Often when you are working with a torch, you could have the wrong amount of heat flowing to the tip. If this is the case, you won’t get more than a few solder drops around the location. Make sure that you have the right tools for the job when heating the solder. This is a trait that comes with experience and knowledge of the burner you are using.

The flip side of the heating problem is that some people could use too much heat. This heat could melt the solder and the metal you are working with; if the iron is hot, try and only hold it to the metal for a second or two at a time. If you can’t control the heat level, you can control the time that heat is on the metal. Find ways to be successful and fight through adversity. 

The most prominent ways to protect against melting metal are:

  • Practice – The most significant way to protect against having your solder melt away is practice. Over time you learn how to use the correct heat and which tip will work best for the job at hand. Use scrap pieces for training, and you will build confidence towards making more elaborate items.
  • Timing – The typical soldering iron will bridge gaps with the solder in about two seconds. Once you have some time down, it could be a one-second deal, but shoot for a two-second pulse to start. This protects the metal while allowing you time to decide if it is working or not. Pulsing is the most effective way to solder wiring. 
  • Iron Settings – Some soldering irons have a temperature setting that allows you to choose at what degree the soldering iron operates. Choose a setting that is appropriate for the metal and the type of solder that you are using. This will cut down on the melting incidents and save solder.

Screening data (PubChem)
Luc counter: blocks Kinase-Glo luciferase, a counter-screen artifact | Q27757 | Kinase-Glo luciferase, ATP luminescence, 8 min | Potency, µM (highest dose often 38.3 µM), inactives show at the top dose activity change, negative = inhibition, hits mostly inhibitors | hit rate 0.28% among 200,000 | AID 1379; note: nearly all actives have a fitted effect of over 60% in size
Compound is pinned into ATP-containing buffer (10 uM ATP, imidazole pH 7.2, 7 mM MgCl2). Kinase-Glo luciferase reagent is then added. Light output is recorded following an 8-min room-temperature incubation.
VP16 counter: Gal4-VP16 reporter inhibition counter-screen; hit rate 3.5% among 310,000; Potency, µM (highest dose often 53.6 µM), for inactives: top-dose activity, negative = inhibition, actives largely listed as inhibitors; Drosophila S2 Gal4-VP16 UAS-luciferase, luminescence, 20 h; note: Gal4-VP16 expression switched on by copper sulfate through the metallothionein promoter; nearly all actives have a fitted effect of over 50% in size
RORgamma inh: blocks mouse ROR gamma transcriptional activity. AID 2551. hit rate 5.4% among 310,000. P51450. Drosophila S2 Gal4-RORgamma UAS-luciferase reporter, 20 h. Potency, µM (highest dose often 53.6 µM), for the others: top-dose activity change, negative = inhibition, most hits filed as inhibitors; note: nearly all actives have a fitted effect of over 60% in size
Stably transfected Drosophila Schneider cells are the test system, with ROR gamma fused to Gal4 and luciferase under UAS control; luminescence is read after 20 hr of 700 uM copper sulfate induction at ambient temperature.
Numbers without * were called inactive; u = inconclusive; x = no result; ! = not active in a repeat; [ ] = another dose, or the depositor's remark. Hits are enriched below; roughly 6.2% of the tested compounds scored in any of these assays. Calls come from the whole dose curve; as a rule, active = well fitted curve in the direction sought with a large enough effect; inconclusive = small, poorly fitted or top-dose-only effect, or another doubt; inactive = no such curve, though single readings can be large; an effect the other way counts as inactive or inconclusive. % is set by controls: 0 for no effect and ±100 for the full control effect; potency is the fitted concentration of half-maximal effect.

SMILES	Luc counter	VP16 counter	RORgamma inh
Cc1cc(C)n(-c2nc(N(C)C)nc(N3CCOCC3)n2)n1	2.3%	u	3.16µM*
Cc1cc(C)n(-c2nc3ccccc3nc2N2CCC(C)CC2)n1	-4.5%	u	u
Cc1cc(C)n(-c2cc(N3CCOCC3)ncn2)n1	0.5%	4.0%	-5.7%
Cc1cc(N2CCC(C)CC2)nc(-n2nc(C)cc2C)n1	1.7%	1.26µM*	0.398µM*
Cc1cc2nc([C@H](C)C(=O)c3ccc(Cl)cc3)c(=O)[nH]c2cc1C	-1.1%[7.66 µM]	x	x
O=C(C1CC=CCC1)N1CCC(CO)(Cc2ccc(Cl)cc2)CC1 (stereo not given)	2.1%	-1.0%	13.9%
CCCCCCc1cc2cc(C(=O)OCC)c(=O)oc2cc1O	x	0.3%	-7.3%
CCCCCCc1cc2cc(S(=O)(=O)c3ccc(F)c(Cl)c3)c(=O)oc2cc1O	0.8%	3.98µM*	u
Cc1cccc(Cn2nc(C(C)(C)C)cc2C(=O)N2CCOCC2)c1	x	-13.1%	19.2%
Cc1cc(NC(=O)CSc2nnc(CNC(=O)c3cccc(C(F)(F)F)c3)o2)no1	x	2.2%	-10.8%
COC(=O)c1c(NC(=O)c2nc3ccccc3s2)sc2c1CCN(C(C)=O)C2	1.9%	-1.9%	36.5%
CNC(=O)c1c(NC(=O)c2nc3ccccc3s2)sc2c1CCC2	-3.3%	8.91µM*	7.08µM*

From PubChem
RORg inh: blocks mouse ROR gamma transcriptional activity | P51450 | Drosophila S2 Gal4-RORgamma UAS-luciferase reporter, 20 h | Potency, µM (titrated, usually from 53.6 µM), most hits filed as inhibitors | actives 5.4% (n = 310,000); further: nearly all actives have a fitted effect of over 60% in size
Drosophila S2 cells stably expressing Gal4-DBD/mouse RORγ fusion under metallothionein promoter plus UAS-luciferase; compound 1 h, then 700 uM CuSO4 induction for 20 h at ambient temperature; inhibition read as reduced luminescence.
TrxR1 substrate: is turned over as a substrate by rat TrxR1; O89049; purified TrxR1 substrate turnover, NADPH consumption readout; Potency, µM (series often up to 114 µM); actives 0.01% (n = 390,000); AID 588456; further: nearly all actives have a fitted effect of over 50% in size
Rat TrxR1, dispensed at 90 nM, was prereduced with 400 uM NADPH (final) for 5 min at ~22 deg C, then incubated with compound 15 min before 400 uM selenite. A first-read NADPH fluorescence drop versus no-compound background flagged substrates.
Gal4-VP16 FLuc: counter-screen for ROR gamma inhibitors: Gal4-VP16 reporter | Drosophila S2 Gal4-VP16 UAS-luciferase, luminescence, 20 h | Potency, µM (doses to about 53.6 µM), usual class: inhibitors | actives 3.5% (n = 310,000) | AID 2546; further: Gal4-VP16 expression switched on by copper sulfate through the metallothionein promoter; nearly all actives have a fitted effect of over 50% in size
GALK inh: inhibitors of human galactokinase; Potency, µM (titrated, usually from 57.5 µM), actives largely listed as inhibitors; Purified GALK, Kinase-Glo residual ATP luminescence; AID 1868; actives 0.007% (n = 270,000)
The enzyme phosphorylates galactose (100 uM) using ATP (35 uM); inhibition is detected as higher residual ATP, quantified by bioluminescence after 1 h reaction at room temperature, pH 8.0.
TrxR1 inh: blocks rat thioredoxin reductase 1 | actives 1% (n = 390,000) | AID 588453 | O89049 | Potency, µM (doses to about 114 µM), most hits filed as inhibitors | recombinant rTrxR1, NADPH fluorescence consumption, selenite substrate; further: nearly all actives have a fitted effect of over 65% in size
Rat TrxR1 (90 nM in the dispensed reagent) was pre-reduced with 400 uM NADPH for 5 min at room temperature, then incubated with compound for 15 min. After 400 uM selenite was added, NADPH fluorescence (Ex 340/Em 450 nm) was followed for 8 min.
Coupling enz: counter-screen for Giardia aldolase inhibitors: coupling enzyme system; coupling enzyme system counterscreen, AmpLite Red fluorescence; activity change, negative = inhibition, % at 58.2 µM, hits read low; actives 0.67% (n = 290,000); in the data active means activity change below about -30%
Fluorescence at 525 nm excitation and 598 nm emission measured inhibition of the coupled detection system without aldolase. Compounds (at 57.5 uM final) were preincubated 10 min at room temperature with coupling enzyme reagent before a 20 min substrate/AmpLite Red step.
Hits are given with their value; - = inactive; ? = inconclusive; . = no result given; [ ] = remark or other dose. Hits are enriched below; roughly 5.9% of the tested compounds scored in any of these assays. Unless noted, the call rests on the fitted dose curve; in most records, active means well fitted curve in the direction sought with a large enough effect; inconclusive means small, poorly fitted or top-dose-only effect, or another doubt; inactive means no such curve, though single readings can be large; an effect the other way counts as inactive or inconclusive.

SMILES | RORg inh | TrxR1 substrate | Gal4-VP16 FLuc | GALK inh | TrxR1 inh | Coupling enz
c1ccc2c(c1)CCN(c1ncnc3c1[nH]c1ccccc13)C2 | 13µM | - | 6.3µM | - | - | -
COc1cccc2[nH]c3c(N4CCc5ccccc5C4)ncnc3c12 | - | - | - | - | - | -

Practice Makes Perfect

Heat is essential to the soldering process. Try not to make each piece of metal you work with into an unworkable lump by overheating it. Overheating is fine when you are practicing but could be ruinous for a paid project. Always have extra pieces on hand because even the most skilled solderers can melt pieces sometimes.

Experience is a teacher that you should always listen to. Practicing gives you the knowledge that you can’t find from a web search or YouTube video. Use scrap pieces of metal before moving on to paying jobs. It is OK to melt a bit for fun; it is another thing when you ruin a client’s jewelry or clients plumbing. 

A Proper Fitting Could Make All the Difference

When you are working with metal, it has to be a tight fit for the solder to flow. If there are large gaps between the pieces of metal, you could be in trouble. The metal should be close enough that the solder doesn’t create the hole, just fills it. Also, a large gap will cause the metal to cool much faster, and heat and timing are essential when working with solder. 

If you are joining pieces of metal for a ring or fixing a spot of leaky plumbing, you must make sure that the pieces are correctly fitted. If not, there could be leaks, or the components could fail. If the solder has to make too much of a gap, it will not bond. Keep those pieces close together to ensure a tight fit.

Ways to ensure that there are no gaps in the metal are:

  • Use Clamps – Clamping pieces of metal together will free up your hands to use the solder and the iron at the same time. Place the clamps so that the metal is touching and only a sliver of space is allowed for the solder to fill. Using a clamp could lead to indentions in softer metals. Use padding when necessary.